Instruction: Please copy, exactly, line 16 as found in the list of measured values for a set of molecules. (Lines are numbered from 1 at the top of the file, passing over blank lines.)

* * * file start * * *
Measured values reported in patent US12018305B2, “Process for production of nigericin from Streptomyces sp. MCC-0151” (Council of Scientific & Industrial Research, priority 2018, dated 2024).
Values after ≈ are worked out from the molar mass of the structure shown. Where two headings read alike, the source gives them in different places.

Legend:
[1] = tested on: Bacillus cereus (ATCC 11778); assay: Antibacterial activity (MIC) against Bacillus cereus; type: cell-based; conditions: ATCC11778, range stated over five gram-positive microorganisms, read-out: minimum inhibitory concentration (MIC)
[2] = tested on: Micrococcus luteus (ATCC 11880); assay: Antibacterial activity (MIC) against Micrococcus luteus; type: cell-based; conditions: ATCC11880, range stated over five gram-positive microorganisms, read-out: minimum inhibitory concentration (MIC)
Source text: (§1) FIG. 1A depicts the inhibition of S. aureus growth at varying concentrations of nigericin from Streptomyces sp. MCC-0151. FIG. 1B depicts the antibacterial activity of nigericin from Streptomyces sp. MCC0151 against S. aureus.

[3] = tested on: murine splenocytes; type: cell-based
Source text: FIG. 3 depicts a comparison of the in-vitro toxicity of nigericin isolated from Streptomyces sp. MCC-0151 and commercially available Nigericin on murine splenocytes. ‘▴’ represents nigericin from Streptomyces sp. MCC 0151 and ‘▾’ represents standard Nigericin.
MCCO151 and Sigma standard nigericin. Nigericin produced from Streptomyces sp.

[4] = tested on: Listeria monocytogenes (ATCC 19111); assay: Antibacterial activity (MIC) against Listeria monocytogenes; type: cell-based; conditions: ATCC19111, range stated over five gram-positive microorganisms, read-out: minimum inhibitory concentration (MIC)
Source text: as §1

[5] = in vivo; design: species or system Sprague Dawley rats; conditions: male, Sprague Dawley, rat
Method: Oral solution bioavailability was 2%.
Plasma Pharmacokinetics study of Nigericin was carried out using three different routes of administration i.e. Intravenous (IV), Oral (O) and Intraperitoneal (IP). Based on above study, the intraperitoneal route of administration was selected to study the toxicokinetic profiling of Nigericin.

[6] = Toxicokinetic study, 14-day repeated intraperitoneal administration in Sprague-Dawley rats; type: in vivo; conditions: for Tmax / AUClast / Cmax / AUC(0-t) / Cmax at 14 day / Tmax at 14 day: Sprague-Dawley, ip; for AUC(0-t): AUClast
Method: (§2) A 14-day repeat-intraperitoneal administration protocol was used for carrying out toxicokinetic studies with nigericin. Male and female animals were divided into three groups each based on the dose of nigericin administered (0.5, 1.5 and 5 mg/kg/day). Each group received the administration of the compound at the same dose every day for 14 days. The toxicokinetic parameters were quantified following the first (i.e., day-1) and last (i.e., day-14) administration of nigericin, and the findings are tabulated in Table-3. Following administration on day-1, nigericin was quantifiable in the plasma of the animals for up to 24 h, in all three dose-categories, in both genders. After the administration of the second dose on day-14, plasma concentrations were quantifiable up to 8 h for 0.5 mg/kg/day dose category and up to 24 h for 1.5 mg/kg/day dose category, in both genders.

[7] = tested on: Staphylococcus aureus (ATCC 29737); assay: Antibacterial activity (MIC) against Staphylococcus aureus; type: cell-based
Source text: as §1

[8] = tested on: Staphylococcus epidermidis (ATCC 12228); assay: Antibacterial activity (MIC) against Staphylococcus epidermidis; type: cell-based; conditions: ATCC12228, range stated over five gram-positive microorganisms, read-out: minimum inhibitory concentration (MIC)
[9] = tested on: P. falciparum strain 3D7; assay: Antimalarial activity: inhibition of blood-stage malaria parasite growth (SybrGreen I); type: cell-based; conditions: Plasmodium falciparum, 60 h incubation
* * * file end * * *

Method: (§2) A 14-day repeat-intraperitoneal administration protocol was used for carrying out toxicokinetic studies with nigericin. Male and female animals were divided into three groups each based on the dose of nigericin administered (0.5, 1.5 and 5 mg/kg/day). Each group received the administration of the compound at the same dose every day for 14 days. The toxicokinetic parameters were quantified following the first (i.e., day-1) and last (i.e., day-14) administration of nigericin, and the findings are tabulated in Table-3. Following administration on day-1, nigericin was quantifiable in the plasma of the animals for up to 24 h, in all three dose-categories, in both genders. After the administration of the second dose on day-14, plasma concentrations were quantifiable up to 8 h for 0.5 mg/kg/day dose category and up to 24 h for 1.5 mg/kg/day dose category, in both genders.